I was fortunate to speak yesterday to the Building Owners & Managers Association (BOMA) of South Puget Sound on the topic of the value of powerful presentation skills.

One of the key learning points we discussed was what I call “Extemporaneous Excellence.” I bet 95% or more of our professional and personal conversations during a day are extemporaneous.  Speaking “off the cuff” may seem random, but I submit to you that it can be planned.  Here are three reasons and how you prepare:

1 – If you are entering a situation (like a networking event), you probably know the most common queries.  Things like, “What do you do,” “What brings you here,” and “How’s business,” are perhaps the most common.  If you walk in armed with pithy and provocative responses, you are better able to find potential prospects, gain information you need, or deliver a message.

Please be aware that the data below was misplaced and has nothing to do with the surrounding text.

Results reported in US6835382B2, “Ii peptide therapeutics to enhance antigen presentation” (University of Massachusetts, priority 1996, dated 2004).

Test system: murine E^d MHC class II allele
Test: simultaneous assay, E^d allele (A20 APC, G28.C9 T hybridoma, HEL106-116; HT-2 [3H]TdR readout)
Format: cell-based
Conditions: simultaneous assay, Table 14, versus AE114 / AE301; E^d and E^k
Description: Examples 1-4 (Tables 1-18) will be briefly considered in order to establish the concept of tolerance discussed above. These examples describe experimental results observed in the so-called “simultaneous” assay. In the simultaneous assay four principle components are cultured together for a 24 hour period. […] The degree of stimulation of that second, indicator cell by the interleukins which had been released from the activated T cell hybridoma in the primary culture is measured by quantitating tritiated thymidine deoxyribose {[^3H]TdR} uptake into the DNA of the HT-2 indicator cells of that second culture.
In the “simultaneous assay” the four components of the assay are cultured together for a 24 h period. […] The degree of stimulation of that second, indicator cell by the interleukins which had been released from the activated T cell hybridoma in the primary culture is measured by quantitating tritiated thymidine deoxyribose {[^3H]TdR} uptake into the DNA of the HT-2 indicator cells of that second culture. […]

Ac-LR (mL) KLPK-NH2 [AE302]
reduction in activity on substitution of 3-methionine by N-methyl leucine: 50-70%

2 – Have a personal story or two in your back pocket.  Many times a conversation will lead into an opportunity to use a story as a metaphor.  The more stories you have (that are linked as a metaphor to a message), the better prepared you will be to give value.

3 – Practice.  Like Table Topics in Toastmasters, extemporaneous speaking can be learned and practiced.  When you practice, your mind will become sharper and you will be able to more quickly think on your feet.

When you do all three of these things, you are well on your way to “Extemporaneous Excellence!”


(c) 2009 Dan Weedin – All Rights Reserved